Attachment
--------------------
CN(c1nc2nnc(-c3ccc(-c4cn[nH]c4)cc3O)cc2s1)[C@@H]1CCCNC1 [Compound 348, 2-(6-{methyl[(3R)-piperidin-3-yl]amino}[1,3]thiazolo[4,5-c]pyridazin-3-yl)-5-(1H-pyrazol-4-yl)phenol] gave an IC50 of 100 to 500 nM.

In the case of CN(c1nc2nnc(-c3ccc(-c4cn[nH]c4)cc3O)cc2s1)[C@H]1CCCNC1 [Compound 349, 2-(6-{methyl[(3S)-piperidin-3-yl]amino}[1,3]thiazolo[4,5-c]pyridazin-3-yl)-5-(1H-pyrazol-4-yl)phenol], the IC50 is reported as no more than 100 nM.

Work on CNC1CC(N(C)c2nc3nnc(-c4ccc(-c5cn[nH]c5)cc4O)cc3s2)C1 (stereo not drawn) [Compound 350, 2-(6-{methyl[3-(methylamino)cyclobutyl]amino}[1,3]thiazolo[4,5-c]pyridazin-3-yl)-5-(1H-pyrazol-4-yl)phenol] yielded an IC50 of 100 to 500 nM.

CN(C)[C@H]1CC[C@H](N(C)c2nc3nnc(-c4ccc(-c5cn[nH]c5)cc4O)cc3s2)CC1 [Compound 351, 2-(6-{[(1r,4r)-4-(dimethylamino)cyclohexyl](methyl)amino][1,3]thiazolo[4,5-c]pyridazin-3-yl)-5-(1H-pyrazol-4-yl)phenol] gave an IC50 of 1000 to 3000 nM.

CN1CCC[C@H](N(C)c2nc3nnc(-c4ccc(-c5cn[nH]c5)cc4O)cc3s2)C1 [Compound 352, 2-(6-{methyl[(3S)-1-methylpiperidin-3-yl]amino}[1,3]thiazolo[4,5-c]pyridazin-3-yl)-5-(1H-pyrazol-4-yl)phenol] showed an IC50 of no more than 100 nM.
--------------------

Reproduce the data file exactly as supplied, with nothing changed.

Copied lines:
CN(c1nc2nnc(-c3ccc(-c4cn[nH]c4)cc3O)cc2s1)[C@@H]1CCCNC1 [Compound 348, 2-(6-{methyl[(3R)-piperidin-3-yl]amino}[1,3]thiazolo[4,5-c]pyridazin-3-yl)-5-(1H-pyrazol-4-yl)phenol] gave an IC50 of 100 to 500 nM.

In the case of CN(c1nc2nnc(-c3ccc(-c4cn[nH]c4)cc3O)cc2s1)[C@H]1CCCNC1 [Compound 349, 2-(6-{methyl[(3S)-piperidin-3-yl]amino}[1,3]thiazolo[4,5-c]pyridazin-3-yl)-5-(1H-pyrazol-4-yl)phenol], the IC50 is reported as no more than 100 nM.

Work on CNC1CC(N(C)c2nc3nnc(-c4ccc(-c5cn[nH]c5)cc4O)cc3s2)C1 (stereo not drawn) [Compound 350, 2-(6-{methyl[3-(methylamino)cyclobutyl]amino}[1,3]thiazolo[4,5-c]pyridazin-3-yl)-5-(1H-pyrazol-4-yl)phenol] yielded an IC50 of 100 to 500 nM.

CN(C)[C@H]1CC[C@H](N(C)c2nc3nnc(-c4ccc(-c5cn[nH]c5)cc4O)cc3s2)CC1 [Compound 351, 2-(6-{[(1r,4r)-4-(dimethylamino)cyclohexyl](methyl)amino][1,3]thiazolo[4,5-c]pyridazin-3-yl)-5-(1H-pyrazol-4-yl)phenol] gave an IC50 of 1000 to 3000 nM.

CN1CCC[C@H](N(C)c2nc3nnc(-c4ccc(-c5cn[nH]c5)cc4O)cc3s2)C1 [Compound 352, 2-(6-{methyl[(3S)-1-methylpiperidin-3-yl]amino}[1,3]thiazolo[4,5-c]pyridazin-3-yl)-5-(1H-pyrazol-4-yl)phenol] showed an IC50 of no more than 100 nM.